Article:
Inmarsat gears up for space test

Marion Dakers
INMARSAT hopes to start testing its new broadband service beamed from space later this year, following a solid 2014 for the satellite group that “ended with a flourish”, said boss Rupert Pearce.

The firm, which launched its first Global Xpress satellite into orbit in December, has already signed up Air China to test the service and is taking part in “multiple tenders” for other clients.

Inmarsat started life as the communications arm of the International Maritime Organisation but has branched out into internet and mobile services in the public and private sectors.

“We feel that our legacy business is showing its resilience – it’s the cash cow that’s fuelling our innovation efforts,” Pearce told City A.M.

In 2013, the British firm posted a 5.7 per cent fall in revenues to $1.26bn (£752m), as growth in aviation, maritime data and other satellite services were offset by US state spending cuts.

“Last year was probably the worst of [the US budget cuts]. Our diversification is very powerful as our competitors on tenders are put into a defensive position,” said Pearce.

A payment holiday given to its struggling US partner, LightSquared, also crimped the results, and Inmarsat is awaiting the outcome of a bankruptcy vote.

Inmarsat’s profit before tax fell by 35.6 per cent to $189.1m for the year, though in the fourth quarter earnings were flat on a year ago.

Shares in the firm closed up over four per cent yesterday.

Inmarsat works on everything from military satellite comms to tech start-ups, writes Marion Dakers

1 Inmarsat was set up by the International Maritime Organisation in 1979 to stay in contact with ships around the world. It transformed from an intergovernmental body to a private firm in 1999 and floated in London in 2005.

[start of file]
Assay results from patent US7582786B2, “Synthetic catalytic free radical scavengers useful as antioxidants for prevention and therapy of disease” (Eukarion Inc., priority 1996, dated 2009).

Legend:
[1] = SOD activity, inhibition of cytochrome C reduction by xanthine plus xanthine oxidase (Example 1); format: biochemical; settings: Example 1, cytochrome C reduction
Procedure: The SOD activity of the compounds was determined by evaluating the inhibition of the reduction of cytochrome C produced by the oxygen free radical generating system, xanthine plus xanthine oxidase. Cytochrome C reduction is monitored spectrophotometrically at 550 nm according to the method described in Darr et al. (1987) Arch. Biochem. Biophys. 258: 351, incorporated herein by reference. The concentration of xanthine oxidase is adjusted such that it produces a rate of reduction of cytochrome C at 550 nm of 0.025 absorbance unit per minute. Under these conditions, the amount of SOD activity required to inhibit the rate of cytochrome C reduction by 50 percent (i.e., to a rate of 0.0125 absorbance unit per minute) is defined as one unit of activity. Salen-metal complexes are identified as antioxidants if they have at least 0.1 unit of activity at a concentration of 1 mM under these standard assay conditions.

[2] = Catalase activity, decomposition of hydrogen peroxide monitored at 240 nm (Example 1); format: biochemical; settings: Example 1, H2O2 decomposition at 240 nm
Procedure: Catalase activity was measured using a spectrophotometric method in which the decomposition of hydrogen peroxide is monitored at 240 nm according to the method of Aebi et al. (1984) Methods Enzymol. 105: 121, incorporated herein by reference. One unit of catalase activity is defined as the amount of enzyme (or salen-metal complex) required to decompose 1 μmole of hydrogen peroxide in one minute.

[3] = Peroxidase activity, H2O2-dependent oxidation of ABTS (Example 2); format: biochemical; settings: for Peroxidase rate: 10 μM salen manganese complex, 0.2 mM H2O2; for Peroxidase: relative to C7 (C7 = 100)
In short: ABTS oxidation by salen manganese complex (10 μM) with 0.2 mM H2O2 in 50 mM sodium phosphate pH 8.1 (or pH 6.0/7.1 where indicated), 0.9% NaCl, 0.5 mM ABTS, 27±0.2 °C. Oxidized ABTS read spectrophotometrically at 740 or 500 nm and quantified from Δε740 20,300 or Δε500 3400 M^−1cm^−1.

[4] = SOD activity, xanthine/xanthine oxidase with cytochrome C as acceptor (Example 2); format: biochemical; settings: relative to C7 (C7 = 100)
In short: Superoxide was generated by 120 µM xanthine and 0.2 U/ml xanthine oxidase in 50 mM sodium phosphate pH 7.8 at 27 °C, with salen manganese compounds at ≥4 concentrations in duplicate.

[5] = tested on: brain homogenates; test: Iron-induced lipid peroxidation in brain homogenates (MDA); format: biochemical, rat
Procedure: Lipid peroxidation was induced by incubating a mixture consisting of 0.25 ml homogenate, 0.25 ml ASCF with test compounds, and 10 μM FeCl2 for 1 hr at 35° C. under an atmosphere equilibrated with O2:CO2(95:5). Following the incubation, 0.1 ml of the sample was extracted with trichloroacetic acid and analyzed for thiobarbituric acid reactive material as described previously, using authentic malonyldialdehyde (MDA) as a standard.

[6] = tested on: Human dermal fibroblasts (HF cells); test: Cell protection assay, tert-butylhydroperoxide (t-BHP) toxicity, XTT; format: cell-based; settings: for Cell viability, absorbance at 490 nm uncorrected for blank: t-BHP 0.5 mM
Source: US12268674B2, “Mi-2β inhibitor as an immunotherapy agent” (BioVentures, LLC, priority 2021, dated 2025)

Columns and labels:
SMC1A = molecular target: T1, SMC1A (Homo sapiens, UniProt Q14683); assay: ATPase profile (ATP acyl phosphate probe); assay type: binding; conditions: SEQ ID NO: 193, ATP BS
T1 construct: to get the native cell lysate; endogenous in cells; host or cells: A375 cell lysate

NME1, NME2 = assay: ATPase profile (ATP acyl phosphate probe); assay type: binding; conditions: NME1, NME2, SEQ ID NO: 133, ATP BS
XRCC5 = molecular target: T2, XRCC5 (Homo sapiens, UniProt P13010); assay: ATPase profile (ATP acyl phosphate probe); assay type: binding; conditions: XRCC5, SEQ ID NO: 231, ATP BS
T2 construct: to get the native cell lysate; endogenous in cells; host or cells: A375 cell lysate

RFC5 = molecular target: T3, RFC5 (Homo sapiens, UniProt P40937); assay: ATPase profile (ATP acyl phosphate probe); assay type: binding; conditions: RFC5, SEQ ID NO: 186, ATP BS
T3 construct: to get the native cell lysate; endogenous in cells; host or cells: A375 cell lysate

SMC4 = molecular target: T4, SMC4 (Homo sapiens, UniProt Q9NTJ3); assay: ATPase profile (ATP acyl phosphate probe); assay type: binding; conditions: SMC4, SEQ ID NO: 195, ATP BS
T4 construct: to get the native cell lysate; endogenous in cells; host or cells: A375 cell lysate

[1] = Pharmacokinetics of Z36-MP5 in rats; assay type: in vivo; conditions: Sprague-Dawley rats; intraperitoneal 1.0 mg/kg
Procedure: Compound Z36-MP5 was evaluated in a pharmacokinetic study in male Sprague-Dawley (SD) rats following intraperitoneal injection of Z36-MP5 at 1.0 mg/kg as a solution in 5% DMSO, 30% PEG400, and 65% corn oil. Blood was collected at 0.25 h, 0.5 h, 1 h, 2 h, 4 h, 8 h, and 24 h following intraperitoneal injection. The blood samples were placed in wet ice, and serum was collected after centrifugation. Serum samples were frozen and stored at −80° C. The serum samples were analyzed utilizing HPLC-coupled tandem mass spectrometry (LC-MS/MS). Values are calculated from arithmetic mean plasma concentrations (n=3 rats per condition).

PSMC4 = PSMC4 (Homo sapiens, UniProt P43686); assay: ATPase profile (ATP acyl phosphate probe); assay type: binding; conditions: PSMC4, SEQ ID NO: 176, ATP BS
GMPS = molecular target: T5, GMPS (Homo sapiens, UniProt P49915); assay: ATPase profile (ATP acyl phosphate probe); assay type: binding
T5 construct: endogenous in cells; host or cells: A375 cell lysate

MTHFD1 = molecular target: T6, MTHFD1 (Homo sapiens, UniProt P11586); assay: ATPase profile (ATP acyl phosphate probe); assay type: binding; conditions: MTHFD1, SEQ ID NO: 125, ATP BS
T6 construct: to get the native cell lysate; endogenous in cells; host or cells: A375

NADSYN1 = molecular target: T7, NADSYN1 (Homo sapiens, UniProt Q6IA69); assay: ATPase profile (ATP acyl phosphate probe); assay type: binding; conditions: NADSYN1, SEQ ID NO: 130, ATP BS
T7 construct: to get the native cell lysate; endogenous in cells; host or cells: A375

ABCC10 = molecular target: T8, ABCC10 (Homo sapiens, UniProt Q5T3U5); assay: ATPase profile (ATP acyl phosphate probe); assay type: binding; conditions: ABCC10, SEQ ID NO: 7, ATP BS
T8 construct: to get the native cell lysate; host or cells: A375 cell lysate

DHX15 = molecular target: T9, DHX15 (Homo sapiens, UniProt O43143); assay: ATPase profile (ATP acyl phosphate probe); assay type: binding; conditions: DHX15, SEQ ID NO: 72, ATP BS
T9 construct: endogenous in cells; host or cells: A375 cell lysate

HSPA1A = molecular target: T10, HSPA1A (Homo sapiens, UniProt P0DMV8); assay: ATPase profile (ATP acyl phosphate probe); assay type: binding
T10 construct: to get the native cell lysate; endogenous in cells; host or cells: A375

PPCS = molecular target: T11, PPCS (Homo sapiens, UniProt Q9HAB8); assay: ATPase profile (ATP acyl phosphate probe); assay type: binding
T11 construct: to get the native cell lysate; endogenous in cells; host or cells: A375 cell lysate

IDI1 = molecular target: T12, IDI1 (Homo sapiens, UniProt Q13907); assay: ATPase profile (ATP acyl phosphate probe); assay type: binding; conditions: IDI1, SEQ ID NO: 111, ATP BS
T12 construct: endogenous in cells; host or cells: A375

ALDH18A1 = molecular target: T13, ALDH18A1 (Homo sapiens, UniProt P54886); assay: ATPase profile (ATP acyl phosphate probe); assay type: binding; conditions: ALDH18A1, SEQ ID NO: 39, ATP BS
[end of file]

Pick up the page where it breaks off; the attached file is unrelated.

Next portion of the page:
2 The company is one of several firms competing in the new space race to offer the fastest broadband services beamed anywhere in the world by satellite. The first of Inmarsat’s three Global Xpress satellites was launched in the Kazakh desert in December and testing will begin in the middle of this year.

3 Inmarsat is already the biggest provider of in-air broadband for commercial airlines – making it partly responsible for the end of phonecall-free flights.

4 Rupert Pearce sits on the impressively-named Space Leadership Council, which works with the Department for Business, Innovation and Skills to promote Britain’s extraterrestrial interests.

5 As one might expect of a company with its headquarters on Silicon Roundabout, Inmarsat is a big supporter of tech start-ups with links to its industries. The group has put money into Kymeta, a portable antenna maker that also counts Bill Gates among its investors, and is keen to explore tie-ups with app developers.